• Building Maintenance Coordinators: They work in residential and commercial buildings to provide administrative support to maintenance supervisors. Building maintenance coordinators manage maintenance supplies inventory and negotiate contracts with third-party service providers too.
  • Public Works Maintenance Coordinators: They are employed by government institutions such as municipalities to organize and schedule maintenance on public facilities. They oversee public works maintenance staff and assign them work orders appropriately. Besides government buildings, public works maintenance coordinators also oversee street service and park maintenance.

Maintenance Coordinator Job Outlook

Pay depends on several factors, such as level of education, experience, job description, and location. Some cities such as Dallas, Baton Rouge, Columbus, and Houston pay much higher than the national average. In other cities, such as Los Angeles, Chicago, and Atlanta, maintenance coordinators earn much lower than the national average.

The U.S. Bureau of Labor Statistics (BLS) doesn’t report the job outlook for maintenance coordinators. However, they give projections for administrative services managers, a similar position. The bureau projects the sector to grow 6 percent by 2029. According to BLS, there will be an average of 26,300 new openings for administrative services managers per year for the next decade. Managers who have a working knowledge of management software will have better prospects of employment.

Certifications and Training

Maintenance coordinators are required to have at least a high school diploma and entry-level experience for the job. In some states and localities, they may be required to be licensed too. Additionally, several certification and training programs can help maintenance coordinators advance their careers. Some of the most common certification programs available include:

  • Certified Maintenance Coordinator (CMC): The CMC certification is offered by the National Association of Residential Property Managers (NARPM) and includes coursework and an exam. It equips maintenance coordinators with skills in basic maintenance, ethics, and lead paint laws.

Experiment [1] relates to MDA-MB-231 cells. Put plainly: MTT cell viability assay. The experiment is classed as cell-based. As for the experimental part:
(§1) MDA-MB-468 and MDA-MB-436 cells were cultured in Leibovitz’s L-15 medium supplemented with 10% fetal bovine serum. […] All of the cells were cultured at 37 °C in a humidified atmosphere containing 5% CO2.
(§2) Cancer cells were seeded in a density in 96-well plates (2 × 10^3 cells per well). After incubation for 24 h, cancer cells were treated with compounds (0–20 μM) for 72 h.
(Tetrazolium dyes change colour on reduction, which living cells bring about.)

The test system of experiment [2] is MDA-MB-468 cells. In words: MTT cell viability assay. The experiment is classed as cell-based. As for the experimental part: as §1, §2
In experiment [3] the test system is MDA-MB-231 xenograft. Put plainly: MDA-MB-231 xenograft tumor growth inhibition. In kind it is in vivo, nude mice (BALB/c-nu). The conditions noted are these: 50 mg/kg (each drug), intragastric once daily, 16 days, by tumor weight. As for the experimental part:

• Certified Administrative Assistant (CAA): Offered by the National Career Certification Board, the CAA certification is an exam-based program suitable for maintenance coordinators who play administrative roles. It tests competence in communication, organizational, and administrative skills. Practice exams help candidates prepare for the certification exam.
  • Certified Public Works Professional: This program offered by the American Public Works Association (APWA) is suitable for public works maintenance coordinators. It’s an exam-based program with different levels of certifications, including CPWP-S and CPWP-M designations for supervisors and managers, respectively.

Other certification programs that are helpful to a maintenance coordinator include Certified Maintenance & Reliability Technician (CMRT) and Certified Maintenance & Reliability Professional (CMRP). The Society offers both certifications for Maintenance & Reliability Professionals (SMRP). The International Maintenance Institute (IMI) also has certification and training programs for maintenance personnel.

FAQ: Maintenance Coordinator

What Tools Does a Maintenance Coordinator Need?

Maintenance coordinators rely on a wide range of tools to discharge their duties. Some of the most common tools used by maintenance coordinators include landscaping tools, basic hand tools such as hammers and screwdrivers, and CMMS software.

What Are the Most Important Skills for a Maintenance Coordinator?

The most important skills for a maintenance coordinator include leadership, organizational, communication, and problem-solving skills. They should be able to work with a diverse group of people and provide leadership to maintenance teams. Maintenance coordinators should also be proficient in CMMS software.

We recommend MaintainX Work Order Management Software.

author photo
Caroline Eisner

Caroline Eisner is a writer and editor with experience across the profit and nonprofit sectors, government, education, and financial organizations. She has held leadership positions in K16 institutions and has led large-scale digital projects, interactive websites, and a business writing consultancy.